Under IPC, 1860, the age of consent was only for girls and was initially pegged at 10 years. This was raised to 12 in 1891, 14 in 1925, 16 in 1940 and 18 in 2013. Sexual activity with a girl below the prescribed statutory minimum age amounted to rape, irrespective of the girl’s consent. We did not have any age of consent for boys, and it was only in 2012 that lawmakers woke up to the possibility of sexual abuse of minor boys. In 2012, we got gender-neutral legislation for the protection of children against sexual offences. POCSO fixed the age of consent for both boys and girls at 18.
The Child Marriage Restraint Act, 1929, popularly known as the Sarda Act, prescribed the age of marriage as 14 for girls and 18 for boys. This was raised in 1978 to 18 and 21, respectively. This has now been repealed and replaced by the Prohibition of Child Marriage Act, 2006. Article 16 of the Convention of Elimination of Discrimination Against Women (CEDAW) deals with marriage and family. It says that child marriages should not have a legal effect. India signed CEDAW in 1980, but even then, child marriages are treated only as voidable and not void. Thus, till a child bride applies for annulment, the marriage is deemed as perfectly valid.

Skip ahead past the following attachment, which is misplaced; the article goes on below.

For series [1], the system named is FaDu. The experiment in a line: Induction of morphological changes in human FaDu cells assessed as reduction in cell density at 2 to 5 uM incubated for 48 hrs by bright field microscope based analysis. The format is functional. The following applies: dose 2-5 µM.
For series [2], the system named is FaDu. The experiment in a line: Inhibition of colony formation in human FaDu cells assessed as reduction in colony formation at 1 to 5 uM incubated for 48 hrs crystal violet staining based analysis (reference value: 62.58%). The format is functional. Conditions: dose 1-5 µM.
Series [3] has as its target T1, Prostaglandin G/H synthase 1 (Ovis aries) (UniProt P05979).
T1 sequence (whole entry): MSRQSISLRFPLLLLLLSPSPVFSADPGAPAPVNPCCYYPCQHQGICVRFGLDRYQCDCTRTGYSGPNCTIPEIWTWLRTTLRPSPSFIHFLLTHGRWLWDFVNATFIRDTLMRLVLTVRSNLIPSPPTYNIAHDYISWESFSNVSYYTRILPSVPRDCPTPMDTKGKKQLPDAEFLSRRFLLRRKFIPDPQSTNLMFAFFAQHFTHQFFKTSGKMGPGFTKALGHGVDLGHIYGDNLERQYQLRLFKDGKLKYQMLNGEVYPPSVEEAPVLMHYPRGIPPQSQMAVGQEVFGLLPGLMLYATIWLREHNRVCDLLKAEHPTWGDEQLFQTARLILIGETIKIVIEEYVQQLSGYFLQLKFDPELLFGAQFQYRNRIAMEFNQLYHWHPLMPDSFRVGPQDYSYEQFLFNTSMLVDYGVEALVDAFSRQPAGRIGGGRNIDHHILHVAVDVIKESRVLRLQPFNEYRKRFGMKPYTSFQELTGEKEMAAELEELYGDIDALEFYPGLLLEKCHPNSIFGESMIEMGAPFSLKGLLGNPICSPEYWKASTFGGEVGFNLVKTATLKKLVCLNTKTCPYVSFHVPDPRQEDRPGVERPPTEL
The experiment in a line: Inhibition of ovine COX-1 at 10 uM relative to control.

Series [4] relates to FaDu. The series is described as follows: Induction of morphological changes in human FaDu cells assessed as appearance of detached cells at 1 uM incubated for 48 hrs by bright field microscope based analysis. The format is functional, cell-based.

By application of present criminal laws, a girl below 18 can’t be allowed to have sex even if she is lawfully married, and above 18 years she cannot say no because there is a presumption of matrimonial consent. Under Article 8 of the European Convention on Human Rights, the concept of the right of private life includes right to sexual life. The concern is the way the age of consent is interpreted and applied in India, which is a closed society where love is taboo and public display of affection is frowned upon. Honour killings are a stark testimony to our dark underbelly. Thus, there are many cases where the desire for togetherness compels young couples to elope. Invariably, the girl’s father registers a case of kidnapping against the boy and once the girl comes to the custody of her parents, she is compelled to file a case of rape against the boy.
Criminalising consensual sexual activities among children will have a negative impact. Almost all countries establish a minimum age for sexual consent; most set it at between 14 and 16 years. The lowest minimum age is 14 years in countries such as Austria, Bulgaria, Estonia, Germany, Hungary, Italy and Portugal and the highest is 18 years in India and Pakistan.
Therefore, it is a time to revisit the age of consent after seeing the reality of our times.
—The writer is Advocate-On-Record, Supreme Court